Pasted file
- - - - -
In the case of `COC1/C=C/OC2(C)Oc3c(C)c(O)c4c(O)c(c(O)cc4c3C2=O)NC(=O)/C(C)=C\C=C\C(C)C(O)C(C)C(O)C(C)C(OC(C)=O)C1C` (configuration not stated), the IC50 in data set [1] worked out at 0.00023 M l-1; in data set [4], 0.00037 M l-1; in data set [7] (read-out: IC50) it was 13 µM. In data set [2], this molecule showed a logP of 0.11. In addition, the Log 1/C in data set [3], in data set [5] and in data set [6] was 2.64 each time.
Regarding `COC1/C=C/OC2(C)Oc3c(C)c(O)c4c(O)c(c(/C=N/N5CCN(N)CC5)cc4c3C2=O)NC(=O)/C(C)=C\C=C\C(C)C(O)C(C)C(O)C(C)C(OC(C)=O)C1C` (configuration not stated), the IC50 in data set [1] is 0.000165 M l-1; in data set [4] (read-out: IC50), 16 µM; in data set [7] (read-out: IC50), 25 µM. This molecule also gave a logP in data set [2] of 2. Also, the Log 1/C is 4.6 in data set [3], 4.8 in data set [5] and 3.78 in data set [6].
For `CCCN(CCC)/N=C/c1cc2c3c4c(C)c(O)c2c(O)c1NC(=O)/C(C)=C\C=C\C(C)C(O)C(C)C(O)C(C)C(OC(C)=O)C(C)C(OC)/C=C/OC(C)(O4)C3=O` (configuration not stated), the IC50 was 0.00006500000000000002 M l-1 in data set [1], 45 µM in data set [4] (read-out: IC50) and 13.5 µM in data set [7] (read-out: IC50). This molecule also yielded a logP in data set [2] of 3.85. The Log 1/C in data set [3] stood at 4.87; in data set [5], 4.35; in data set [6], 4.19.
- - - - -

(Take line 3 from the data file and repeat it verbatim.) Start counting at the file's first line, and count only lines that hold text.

For `CCCN(CCC)/N=C/c1cc2c3c4c(C)c(O)c2c(O)c1NC(=O)/C(C)=C\C=C\C(C)C(O)C(C)C(O)C(C)C(OC(C)=O)C(C)C(OC)/C=C/OC(C)(O4)C3=O` (configuration not stated), the IC50 was 0.00006500000000000002 M l-1 in data set [1], 45 µM in data set [4] (read-out: IC50) and 13.5 µM in data set [7] (read-out: IC50). This molecule also yielded a logP in data set [2] of 3.85. The Log 1/C in data set [3] stood at 4.87; in data set [5], 4.35; in data set [6], 4.19.